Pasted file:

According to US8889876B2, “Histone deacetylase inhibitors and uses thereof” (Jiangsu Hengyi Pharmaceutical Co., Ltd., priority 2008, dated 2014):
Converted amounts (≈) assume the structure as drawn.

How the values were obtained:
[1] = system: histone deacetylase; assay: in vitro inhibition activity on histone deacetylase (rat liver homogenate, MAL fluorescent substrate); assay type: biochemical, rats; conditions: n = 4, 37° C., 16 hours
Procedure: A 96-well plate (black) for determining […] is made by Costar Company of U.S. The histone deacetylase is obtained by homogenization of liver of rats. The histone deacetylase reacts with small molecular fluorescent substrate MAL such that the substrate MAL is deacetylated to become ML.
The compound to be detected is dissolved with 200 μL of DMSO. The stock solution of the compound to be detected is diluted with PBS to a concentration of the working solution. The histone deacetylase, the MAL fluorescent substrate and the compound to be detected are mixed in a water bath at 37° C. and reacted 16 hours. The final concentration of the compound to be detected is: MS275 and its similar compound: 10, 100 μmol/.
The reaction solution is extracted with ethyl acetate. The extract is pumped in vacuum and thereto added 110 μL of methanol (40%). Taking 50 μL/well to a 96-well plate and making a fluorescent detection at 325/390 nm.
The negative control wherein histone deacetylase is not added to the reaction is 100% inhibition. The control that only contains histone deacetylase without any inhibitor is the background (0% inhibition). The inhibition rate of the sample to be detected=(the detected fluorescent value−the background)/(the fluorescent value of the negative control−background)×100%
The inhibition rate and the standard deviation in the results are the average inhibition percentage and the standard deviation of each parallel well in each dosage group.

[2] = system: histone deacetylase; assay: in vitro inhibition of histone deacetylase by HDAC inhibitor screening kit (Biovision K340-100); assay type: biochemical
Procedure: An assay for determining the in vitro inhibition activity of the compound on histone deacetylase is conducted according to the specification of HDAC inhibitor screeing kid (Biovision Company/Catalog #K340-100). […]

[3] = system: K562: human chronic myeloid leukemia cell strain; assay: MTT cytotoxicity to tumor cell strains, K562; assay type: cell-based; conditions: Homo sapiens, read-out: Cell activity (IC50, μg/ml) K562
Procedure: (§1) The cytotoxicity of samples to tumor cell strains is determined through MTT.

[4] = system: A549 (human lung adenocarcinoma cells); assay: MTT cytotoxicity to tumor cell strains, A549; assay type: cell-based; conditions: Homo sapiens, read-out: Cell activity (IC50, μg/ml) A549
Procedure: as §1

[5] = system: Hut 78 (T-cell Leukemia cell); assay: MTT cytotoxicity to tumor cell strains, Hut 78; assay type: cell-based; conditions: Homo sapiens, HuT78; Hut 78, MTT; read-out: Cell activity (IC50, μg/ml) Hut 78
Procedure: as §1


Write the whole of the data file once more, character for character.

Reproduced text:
According to US8889876B2, “Histone deacetylase inhibitors and uses thereof” (Jiangsu Hengyi Pharmaceutical Co., Ltd., priority 2008, dated 2014):
Converted amounts (≈) assume the structure as drawn.

How the values were obtained:
[1] = system: histone deacetylase; assay: in vitro inhibition activity on histone deacetylase (rat liver homogenate, MAL fluorescent substrate); assay type: biochemical, rats; conditions: n = 4, 37° C., 16 hours
Procedure: A 96-well plate (black) for determining […] is made by Costar Company of U.S. The histone deacetylase is obtained by homogenization of liver of rats. The histone deacetylase reacts with small molecular fluorescent substrate MAL such that the substrate MAL is deacetylated to become ML.
The compound to be detected is dissolved with 200 μL of DMSO. The stock solution of the compound to be detected is diluted with PBS to a concentration of the working solution. The histone deacetylase, the MAL fluorescent substrate and the compound to be detected are mixed in a water bath at 37° C. and reacted 16 hours. The final concentration of the compound to be detected is: MS275 and its similar compound: 10, 100 μmol/.
The reaction solution is extracted with ethyl acetate. The extract is pumped in vacuum and thereto added 110 μL of methanol (40%). Taking 50 μL/well to a 96-well plate and making a fluorescent detection at 325/390 nm.
The negative control wherein histone deacetylase is not added to the reaction is 100% inhibition. The control that only contains histone deacetylase without any inhibitor is the background (0% inhibition). The inhibition rate of the sample to be detected=(the detected fluorescent value−the background)/(the fluorescent value of the negative control−background)×100%
The inhibition rate and the standard deviation in the results are the average inhibition percentage and the standard deviation of each parallel well in each dosage group.

[2] = system: histone deacetylase; assay: in vitro inhibition of histone deacetylase by HDAC inhibitor screening kit (Biovision K340-100); assay type: biochemical
Procedure: An assay for determining the in vitro inhibition activity of the compound on histone deacetylase is conducted according to the specification of HDAC inhibitor screeing kid (Biovision Company/Catalog #K340-100). […]

[3] = system: K562: human chronic myeloid leukemia cell strain; assay: MTT cytotoxicity to tumor cell strains, K562; assay type: cell-based; conditions: Homo sapiens, read-out: Cell activity (IC50, μg/ml) K562
Procedure: (§1) The cytotoxicity of samples to tumor cell strains is determined through MTT.

[4] = system: A549 (human lung adenocarcinoma cells); assay: MTT cytotoxicity to tumor cell strains, A549; assay type: cell-based; conditions: Homo sapiens, read-out: Cell activity (IC50, μg/ml) A549
Procedure: as §1

[5] = system: Hut 78 (T-cell Leukemia cell); assay: MTT cytotoxicity to tumor cell strains, Hut 78; assay type: cell-based; conditions: Homo sapiens, HuT78; Hut 78, MTT; read-out: Cell activity (IC50, μg/ml) Hut 78
Procedure: as §1